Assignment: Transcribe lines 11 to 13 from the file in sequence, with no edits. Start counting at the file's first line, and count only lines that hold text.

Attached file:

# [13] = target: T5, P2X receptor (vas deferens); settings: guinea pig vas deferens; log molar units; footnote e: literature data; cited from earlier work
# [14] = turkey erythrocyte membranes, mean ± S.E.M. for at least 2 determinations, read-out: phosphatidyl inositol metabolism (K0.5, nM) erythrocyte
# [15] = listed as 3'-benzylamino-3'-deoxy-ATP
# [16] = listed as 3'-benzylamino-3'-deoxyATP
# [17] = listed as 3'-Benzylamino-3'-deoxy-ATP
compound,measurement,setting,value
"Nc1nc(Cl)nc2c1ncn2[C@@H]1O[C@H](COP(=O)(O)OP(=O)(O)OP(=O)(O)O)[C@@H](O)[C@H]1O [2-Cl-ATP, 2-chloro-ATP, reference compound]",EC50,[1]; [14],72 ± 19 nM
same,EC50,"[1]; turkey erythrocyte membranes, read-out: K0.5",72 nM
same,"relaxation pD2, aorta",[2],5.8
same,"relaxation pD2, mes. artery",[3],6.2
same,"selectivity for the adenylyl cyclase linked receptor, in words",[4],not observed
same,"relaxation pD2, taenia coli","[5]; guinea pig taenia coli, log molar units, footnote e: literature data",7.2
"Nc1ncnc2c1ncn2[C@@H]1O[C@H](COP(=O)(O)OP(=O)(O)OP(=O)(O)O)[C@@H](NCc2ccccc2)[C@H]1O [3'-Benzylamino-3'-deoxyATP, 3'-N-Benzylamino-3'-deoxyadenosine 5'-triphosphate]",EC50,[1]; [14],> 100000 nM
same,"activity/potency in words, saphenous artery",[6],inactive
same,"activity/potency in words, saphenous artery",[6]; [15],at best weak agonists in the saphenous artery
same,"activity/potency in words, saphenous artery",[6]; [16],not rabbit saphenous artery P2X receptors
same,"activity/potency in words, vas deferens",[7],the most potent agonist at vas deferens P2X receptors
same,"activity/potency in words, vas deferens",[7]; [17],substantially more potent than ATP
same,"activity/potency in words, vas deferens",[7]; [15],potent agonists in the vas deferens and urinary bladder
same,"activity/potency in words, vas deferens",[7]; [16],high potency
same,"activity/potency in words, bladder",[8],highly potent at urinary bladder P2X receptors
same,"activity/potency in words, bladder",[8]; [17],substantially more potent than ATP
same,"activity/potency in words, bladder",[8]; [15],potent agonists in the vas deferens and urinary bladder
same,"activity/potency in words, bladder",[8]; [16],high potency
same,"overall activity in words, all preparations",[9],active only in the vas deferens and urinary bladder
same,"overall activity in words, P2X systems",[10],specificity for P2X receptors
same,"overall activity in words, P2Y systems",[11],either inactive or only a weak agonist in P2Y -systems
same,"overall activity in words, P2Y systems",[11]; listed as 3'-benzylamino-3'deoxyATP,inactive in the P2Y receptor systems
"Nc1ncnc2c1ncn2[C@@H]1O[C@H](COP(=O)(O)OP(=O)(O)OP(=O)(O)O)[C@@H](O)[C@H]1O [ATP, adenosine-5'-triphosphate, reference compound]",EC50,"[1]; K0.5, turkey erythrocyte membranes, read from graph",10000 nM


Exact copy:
same,"selectivity for the adenylyl cyclase linked receptor, in words",[4],not observed
same,"relaxation pD2, taenia coli","[5]; guinea pig taenia coli, log molar units, footnote e: literature data",7.2
"Nc1ncnc2c1ncn2[C@@H]1O[C@H](COP(=O)(O)OP(=O)(O)OP(=O)(O)O)[C@@H](NCc2ccccc2)[C@H]1O [3'-Benzylamino-3'-deoxyATP, 3'-N-Benzylamino-3'-deoxyadenosine 5'-triphosphate]",EC50,[1]; [14],> 100000 nM